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Part 2 : More water, please.

Part 2 : More water, please.

Today was going to be all about getting to know the bike, how it handles and it feels with luggage and fully fueled. At the Bootcamp in June the bikes were only half full, so I knew the bike was going to be different at first with the weight of the luggage and the fuel. To be honest, yesterday I just jumped on the bike and rode off to Mount Fuji without really thinking ahead, and it worked. Maybe I should do that more often, less thinking, more riding. Anyhow with the low seat the Multistrada Enduro isn’t really that high, I flatfoot on one side and have a foot on the peg the other side! Sure he’s a little top-heavy when you think about it but when you’re off and riding, I feel as if nothing can stop this beast.

The morning started out grey and misty with a lot of clouds, I knew there wasn’t going to be a Fuji sighting for me with this weather so I didn’t bother anymore with doing the extra kms to the sightseeing spots I looked up. I will have another chance in two weeks, maybe then Fuji-San will reveal himself.

I had a route to get to the shore through Minobu but faced roadworks and had to go back the whole end which would have cost me some time and effort but I got to a track through the hills that was going to save me at least an hour. Only thing it was off-road. Normally I wouldn’t hesitate, but I’m alone and I told myself I wasn’t going to ride off-road in the first days, get to know the bike and the feeling of the luggage. The call was to great, I remember the Multi did an amazing job during the Bootcamp off-road tour so he was going to manage this too without a doubt. I’m so happy I didn’t go back! Off-road is always slower even if it is a short cut, but the rewards are always worth it. The typical Japanese rivers with the big mossy rocks inside, two giant deers just hopping along my front wheel to disappear into the forest and best of all, it was just a regular road on the gps. This is promising for the next week!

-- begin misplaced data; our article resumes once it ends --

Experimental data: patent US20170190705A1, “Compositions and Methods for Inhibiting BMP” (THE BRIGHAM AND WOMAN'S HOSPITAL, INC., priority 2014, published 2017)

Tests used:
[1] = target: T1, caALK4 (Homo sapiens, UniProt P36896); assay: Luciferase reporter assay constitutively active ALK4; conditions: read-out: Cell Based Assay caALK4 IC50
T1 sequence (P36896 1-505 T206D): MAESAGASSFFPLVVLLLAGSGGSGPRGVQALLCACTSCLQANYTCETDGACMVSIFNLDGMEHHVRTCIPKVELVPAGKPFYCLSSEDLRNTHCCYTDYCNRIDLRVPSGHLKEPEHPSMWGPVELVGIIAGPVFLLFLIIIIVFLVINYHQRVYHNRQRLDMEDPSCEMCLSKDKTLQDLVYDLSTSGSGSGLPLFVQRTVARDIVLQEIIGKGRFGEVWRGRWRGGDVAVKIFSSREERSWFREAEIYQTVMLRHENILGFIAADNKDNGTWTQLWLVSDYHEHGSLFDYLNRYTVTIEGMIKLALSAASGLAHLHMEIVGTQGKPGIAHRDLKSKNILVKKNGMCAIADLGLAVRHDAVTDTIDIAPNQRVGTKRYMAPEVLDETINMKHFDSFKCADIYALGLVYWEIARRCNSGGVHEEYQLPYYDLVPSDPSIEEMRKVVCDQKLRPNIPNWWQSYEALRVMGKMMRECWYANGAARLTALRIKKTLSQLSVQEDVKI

I have to give credits to my boots, they kept my feet dry in the kind of weather that even my helmet and face got soaked. Rain from above coming down so hard and fully that it just flung up from the tank back into my helmet! Never experienced something like this before, normally it rains for half an hour, or an hour or maybe two hours but today it was the other way around, it was dry for maybe an hour. And still dry feet, I take my hat off!

Before I reached Irago I wanted to fuel up so I’ll be able to drive all morning without a stop. I never gave this a thought but when I pulled up to that gas station my face turned white. I had no idea which gas pump I had to use, yellow, green or blue? No English translation, lol. Luckily most Japanese gas stations have staff to help you and this one guy was extremely helpful and spoke some English. When he asked which gas I wanted I just said I dunno, what do you recommend today? He laughed and said that he had a Ducati Monster too. Actually he said a lot of things and I understood his gestures and Ducati Monster. I pointed to the Globetrotter90 trip that is depicted on the sides of the Multistrada Enduro and tried to explain the project. He could not stop smiling and went to get his phone to take a picture of the hashtag to follow along. When he came back I had pulled out a tshirt of the Ducati club of Belgium for him, he was so happy. It really made my day.

Now I’m at Irago going to take the first ferry in the morning to the Kinki Island. (What’s in a name huh?) Going to ride to the Wedded rocks, the shore and then to Koya-San up to the west coast and take another ferry to Shikoku.



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